U.S. control of the Internet's basic functions has kept the Web free for Americans and the entire world. And it's up to us to keep it that way.
As Ronald Reagan said during the great Panama Canal controversy in the mid-1970s: "We bought it. We built it. We paid for it. We intend to keep it."
Within two years after the U.S. Senate ratified the treaty to give away our Canal, angry voters defeated two-dozen Senators who voted for that treaty and induced eight more to retire. Reagan's triumphant 1980 victory over both the Democrats and the Republican establishment included the support of a new Republican Senate.
Where is the Republican leader who is smart enough to follow Reagan's example and thereby pave a route to the White House? Where is a leader who will protect and defend America's control of the Web, which is such a prime example of America's technological exceptionalism?
President Barack Obama tried to hide the news of his abandonment of our control of the Internet by having an assistant secretary in the Department of Commerce issue a low-key press release in those late Friday afternoon hours when embarrassing news is often buried. Was this an April Fools' joke?
The U.S. created the Internet Corporation for Assigned Names and Numbers and has kept control over the technical procedures that allow computers around the world to connect to Web addresses. ICANN has managed the Internet's domain name system since 1998, ensuring that the Internet runs efficiently without political pressure from any country.
Now the Obama Commerce Department wants to give ICANN away and even invite Communist China and Russia to help us police the Internet. That's like telling the fox to guard the chicken coop, because those countries don't believe in free speech and don't even allow their own people to have free access to the Internet.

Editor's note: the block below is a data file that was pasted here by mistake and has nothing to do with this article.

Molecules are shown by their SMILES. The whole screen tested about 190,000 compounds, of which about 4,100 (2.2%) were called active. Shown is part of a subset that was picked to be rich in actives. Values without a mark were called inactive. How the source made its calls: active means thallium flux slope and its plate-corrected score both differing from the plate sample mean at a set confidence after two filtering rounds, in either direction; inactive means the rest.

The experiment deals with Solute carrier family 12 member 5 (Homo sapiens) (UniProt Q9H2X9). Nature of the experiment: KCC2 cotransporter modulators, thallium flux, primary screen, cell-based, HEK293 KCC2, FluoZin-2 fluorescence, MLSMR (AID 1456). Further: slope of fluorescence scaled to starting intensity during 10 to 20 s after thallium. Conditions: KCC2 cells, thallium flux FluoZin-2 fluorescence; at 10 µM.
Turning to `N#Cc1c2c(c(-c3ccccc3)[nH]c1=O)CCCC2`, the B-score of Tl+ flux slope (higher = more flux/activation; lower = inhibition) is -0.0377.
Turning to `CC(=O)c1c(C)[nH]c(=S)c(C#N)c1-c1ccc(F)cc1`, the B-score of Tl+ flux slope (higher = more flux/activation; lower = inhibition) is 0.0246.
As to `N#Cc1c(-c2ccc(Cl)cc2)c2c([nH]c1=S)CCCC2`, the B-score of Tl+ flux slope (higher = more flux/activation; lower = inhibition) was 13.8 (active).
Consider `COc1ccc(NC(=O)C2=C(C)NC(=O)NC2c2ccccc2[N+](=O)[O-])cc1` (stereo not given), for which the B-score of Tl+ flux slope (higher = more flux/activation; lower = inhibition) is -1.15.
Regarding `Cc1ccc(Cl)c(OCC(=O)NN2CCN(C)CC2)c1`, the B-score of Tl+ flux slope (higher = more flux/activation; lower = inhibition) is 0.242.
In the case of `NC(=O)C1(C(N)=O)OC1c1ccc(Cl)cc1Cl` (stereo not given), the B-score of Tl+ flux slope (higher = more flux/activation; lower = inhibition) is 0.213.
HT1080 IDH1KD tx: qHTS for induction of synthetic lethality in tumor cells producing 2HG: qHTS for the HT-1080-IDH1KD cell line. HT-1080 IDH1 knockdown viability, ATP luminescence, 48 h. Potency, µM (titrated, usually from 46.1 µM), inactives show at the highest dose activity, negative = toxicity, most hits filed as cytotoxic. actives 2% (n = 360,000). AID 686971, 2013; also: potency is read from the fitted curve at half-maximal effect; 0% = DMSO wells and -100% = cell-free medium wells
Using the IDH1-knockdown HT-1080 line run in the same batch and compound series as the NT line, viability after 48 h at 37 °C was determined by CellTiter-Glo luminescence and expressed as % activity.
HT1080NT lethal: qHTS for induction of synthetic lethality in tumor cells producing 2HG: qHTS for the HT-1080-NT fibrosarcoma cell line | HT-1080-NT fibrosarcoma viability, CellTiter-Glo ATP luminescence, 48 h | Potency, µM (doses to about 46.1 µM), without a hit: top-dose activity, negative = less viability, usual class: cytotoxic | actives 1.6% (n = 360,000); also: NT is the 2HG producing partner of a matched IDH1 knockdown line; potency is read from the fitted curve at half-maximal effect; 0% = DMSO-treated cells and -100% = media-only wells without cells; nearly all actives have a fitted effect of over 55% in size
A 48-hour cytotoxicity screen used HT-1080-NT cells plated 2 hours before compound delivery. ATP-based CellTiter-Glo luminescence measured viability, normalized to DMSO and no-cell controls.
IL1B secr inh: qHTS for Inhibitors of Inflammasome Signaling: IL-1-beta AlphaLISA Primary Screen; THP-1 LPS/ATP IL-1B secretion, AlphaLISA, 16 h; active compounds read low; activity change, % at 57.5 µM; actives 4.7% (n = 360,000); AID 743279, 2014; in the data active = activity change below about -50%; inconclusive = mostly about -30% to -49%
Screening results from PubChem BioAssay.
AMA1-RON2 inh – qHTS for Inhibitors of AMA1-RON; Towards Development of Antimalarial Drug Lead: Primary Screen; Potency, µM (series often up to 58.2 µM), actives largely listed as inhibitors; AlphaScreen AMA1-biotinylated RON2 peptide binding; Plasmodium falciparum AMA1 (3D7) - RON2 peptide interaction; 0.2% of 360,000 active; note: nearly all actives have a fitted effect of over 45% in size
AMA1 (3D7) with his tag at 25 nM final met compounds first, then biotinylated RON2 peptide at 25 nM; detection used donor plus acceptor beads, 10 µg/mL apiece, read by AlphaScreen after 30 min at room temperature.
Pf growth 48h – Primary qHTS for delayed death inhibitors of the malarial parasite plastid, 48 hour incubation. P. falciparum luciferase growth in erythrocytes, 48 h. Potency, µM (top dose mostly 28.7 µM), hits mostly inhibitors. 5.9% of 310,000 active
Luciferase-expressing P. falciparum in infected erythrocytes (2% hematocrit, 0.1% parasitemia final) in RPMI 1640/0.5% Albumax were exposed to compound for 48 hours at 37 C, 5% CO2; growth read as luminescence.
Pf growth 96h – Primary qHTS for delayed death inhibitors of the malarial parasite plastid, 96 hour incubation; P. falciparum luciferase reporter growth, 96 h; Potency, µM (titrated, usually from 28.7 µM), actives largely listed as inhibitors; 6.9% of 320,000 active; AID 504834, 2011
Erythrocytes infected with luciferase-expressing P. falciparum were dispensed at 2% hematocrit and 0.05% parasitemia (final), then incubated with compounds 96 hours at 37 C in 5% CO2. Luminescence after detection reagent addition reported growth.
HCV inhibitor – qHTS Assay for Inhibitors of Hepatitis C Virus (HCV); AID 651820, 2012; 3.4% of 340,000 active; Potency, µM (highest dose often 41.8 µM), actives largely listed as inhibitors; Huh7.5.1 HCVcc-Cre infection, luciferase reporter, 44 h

This could be the most-dangerous use yet of Obama's now-famous pen. It's also a great opportunity for some Republican to stand up for America like Reagan did and reap the political reward.
There has to be political capital lurking in a pro-America policy position that is already espoused by the Washington Post, Wall Street Journal, Heritage Foundation and Bill Clinton, who warns that other countries "have been trying to take this authority from the U.S. for the sole purpose of cracking down on Internet freedom and limiting it and having governments protect their backsides instead of empowering their people."
Phyllis Schlafly is a national leader of the pro-family movement, a nationally syndicated columnist and author of Feminist Fantasies.
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